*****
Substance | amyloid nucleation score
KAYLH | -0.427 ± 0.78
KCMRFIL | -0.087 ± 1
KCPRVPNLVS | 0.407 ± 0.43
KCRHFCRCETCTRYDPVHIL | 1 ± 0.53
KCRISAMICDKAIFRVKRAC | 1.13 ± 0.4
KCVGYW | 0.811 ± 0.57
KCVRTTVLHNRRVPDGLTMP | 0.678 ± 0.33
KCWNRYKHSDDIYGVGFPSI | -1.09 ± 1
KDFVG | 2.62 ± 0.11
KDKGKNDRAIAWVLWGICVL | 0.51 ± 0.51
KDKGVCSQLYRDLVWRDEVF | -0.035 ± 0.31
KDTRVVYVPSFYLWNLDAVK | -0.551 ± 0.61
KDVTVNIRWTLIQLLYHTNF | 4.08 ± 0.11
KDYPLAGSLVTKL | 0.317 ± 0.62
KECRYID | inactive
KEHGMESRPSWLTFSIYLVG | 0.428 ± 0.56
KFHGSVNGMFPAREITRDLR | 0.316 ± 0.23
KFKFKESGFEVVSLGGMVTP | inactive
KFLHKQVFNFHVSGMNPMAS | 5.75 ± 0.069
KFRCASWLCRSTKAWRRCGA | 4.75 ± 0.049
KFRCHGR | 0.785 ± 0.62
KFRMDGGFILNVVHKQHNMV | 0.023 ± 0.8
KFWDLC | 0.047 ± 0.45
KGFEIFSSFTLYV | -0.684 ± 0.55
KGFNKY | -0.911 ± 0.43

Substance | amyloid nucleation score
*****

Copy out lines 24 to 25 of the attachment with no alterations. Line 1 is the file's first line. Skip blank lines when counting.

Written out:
KFWDLC | 0.047 ± 0.45
KGFEIFSSFTLYV | -0.684 ± 0.55